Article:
Moving beyond the comfort zone is what educators often ask students to do but how often do we ask ourselves to try something that may be uncomfortable? Yesterday at a regional meeting on Long Island, I asked participants to do this with an activity based on Daniel Pink's one sentence project.
Since the exercise was a quick, deep thinking one, the pressure was on. During the turn and talk portion of the collaborative activity, one participant commented, "This task was difficult". I replied, "Moving everyone out of their comfort zone is important." What followed was a great conversation. The administrator willingly share his feelings with the large group and other educators agreed, making this an aha moment.
When we push ourselves a bit more than usual, we open the world of the possible. We engage fully in the task as we stop, think, and ink. When we share our written expressions, we listen intently to each other and offer supportive comments. Hopefully, all these steps lead to the broadening of our perspectives. Activities conducted in a culture of trust allow voice to safely rise and risk-taking to be honored.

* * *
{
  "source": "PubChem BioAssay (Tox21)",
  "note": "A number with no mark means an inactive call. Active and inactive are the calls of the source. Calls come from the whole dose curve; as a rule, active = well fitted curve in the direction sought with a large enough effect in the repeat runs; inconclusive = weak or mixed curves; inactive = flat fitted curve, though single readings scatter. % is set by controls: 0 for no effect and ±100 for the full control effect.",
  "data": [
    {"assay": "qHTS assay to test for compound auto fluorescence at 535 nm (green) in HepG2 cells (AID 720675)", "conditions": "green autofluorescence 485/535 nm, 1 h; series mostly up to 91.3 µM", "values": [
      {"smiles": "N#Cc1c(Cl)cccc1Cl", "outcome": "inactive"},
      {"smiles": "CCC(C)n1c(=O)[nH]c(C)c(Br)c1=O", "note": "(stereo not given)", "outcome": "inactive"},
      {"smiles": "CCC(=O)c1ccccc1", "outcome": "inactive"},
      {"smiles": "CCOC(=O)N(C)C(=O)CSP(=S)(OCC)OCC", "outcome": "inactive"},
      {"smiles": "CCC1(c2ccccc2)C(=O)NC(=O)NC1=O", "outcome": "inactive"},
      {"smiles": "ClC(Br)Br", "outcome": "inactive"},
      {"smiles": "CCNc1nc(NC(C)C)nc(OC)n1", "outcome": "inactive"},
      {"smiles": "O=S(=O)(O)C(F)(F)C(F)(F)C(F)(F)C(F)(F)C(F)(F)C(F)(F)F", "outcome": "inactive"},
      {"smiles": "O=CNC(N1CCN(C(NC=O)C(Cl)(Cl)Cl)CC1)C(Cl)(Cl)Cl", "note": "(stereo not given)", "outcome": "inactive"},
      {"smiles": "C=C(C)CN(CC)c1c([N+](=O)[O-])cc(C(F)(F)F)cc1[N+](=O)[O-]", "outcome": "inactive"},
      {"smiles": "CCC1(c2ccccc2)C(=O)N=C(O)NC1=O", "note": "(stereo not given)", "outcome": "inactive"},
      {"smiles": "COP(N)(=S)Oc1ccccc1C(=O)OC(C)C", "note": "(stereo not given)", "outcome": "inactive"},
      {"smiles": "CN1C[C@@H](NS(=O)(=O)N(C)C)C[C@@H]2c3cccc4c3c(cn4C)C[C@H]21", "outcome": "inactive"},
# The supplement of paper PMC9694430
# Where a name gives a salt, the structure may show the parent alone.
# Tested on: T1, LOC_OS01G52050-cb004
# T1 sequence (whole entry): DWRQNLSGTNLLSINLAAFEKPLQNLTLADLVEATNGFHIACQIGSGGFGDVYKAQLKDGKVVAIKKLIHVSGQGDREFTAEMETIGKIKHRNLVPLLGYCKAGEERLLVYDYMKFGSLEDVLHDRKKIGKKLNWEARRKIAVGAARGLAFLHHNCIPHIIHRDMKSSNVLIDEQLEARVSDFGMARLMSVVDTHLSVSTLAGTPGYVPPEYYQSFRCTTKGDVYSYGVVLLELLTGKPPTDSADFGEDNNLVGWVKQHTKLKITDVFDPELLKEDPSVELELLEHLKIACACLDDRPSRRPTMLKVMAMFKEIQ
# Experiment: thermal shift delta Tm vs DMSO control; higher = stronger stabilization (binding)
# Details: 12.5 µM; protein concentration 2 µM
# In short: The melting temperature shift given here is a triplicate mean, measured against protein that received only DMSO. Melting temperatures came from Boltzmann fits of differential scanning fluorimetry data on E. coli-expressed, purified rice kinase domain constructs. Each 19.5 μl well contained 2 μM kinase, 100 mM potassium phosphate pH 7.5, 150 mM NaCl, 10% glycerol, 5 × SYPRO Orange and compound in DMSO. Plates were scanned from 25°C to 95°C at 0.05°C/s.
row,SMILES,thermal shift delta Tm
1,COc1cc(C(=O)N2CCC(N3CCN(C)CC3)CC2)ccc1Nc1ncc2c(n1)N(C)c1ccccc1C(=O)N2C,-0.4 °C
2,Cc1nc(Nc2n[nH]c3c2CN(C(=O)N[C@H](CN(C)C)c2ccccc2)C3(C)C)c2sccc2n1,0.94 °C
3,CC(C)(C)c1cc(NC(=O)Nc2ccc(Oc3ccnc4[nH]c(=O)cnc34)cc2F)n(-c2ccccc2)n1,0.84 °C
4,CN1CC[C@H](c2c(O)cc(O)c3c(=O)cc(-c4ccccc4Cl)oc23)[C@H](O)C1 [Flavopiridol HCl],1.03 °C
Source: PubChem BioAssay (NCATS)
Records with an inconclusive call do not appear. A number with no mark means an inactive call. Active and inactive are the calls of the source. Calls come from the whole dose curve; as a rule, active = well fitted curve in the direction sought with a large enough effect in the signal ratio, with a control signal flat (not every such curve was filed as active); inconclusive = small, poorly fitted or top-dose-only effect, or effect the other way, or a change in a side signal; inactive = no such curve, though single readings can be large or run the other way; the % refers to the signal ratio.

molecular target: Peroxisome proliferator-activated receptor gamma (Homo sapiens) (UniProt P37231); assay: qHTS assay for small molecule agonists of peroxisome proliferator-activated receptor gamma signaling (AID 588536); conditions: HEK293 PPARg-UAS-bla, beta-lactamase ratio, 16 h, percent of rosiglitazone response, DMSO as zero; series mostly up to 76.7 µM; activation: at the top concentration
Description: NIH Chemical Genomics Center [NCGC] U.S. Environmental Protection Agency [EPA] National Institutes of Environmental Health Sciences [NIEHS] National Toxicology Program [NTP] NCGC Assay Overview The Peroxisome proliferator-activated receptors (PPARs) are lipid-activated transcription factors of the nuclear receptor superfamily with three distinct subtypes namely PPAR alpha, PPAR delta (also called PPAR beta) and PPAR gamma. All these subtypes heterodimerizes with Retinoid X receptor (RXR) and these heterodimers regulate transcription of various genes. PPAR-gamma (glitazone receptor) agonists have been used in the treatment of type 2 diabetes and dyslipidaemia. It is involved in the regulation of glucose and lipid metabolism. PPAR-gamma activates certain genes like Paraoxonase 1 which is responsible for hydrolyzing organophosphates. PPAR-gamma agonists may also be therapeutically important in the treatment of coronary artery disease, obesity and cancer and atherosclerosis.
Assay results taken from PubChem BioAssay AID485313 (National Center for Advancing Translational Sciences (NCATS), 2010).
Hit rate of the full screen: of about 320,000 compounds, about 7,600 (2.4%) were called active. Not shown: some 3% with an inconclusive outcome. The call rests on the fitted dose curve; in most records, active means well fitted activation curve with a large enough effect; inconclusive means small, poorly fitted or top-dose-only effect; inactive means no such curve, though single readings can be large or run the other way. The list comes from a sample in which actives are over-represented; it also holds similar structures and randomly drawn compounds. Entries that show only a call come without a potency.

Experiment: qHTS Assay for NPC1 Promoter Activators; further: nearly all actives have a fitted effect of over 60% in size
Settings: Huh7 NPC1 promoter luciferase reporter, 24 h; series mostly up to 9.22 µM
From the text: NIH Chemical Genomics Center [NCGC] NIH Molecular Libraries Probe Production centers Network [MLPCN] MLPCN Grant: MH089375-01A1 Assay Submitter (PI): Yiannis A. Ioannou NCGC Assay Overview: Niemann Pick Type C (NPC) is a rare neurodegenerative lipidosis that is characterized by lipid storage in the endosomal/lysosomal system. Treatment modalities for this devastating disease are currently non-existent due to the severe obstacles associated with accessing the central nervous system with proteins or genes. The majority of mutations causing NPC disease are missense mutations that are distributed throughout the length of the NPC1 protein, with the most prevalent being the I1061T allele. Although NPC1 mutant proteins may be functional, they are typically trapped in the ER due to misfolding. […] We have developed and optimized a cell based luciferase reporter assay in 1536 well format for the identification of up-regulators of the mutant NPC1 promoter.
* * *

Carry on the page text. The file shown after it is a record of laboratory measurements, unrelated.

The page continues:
Because of the receptivity to interactive activities, the educators in the room created a first draft of their sentence defining who they are as leaders in a culture of positivity.
Here are some samples that were shared on Twitter at #elanetwork.
As instructional leaders in literacy, my hope is that we collaborate daily, passionately put ideas on the table, and build cultures of trust to help both teachers and students become more engaged.
How do you define yourself as an educator? What is your sentence?
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